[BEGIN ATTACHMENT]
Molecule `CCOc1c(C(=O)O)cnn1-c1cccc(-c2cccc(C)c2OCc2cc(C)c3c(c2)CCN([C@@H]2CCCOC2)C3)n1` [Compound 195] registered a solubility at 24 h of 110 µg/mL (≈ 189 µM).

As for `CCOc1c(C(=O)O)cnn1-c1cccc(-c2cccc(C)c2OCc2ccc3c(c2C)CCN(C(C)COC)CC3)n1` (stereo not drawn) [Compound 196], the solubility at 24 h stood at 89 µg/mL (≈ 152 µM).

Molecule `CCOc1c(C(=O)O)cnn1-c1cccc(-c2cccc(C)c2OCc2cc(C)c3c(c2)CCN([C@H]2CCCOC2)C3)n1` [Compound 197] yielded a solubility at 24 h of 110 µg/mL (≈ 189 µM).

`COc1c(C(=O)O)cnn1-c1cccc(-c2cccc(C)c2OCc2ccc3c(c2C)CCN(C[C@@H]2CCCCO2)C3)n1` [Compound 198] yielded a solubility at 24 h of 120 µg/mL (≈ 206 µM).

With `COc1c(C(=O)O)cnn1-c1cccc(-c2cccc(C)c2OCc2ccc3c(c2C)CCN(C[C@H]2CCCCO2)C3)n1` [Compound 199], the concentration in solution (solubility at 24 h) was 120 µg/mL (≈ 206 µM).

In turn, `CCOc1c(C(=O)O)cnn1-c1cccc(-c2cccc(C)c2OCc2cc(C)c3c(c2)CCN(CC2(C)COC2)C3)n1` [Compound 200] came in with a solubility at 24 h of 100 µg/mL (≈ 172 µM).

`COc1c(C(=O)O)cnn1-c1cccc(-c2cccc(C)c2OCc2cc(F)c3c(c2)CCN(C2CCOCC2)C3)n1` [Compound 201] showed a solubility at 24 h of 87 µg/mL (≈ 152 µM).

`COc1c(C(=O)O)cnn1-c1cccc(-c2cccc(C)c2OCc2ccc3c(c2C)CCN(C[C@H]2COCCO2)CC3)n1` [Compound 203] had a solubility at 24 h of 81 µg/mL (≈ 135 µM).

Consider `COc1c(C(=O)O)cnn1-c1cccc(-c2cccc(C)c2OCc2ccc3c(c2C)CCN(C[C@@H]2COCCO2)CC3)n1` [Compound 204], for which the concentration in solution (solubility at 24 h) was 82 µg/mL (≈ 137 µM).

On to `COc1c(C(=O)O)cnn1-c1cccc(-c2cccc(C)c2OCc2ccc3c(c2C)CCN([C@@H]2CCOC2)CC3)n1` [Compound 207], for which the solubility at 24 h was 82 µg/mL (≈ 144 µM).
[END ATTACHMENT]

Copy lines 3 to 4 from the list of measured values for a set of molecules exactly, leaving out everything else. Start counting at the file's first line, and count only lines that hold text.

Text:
Molecule `CCOc1c(C(=O)O)cnn1-c1cccc(-c2cccc(C)c2OCc2cc(C)c3c(c2)CCN([C@H]2CCCOC2)C3)n1` [Compound 197] yielded a solubility at 24 h of 110 µg/mL (≈ 189 µM).

`COc1c(C(=O)O)cnn1-c1cccc(-c2cccc(C)c2OCc2ccc3c(c2C)CCN(C[C@@H]2CCCCO2)C3)n1` [Compound 198] yielded a solubility at 24 h of 120 µg/mL (≈ 206 µM).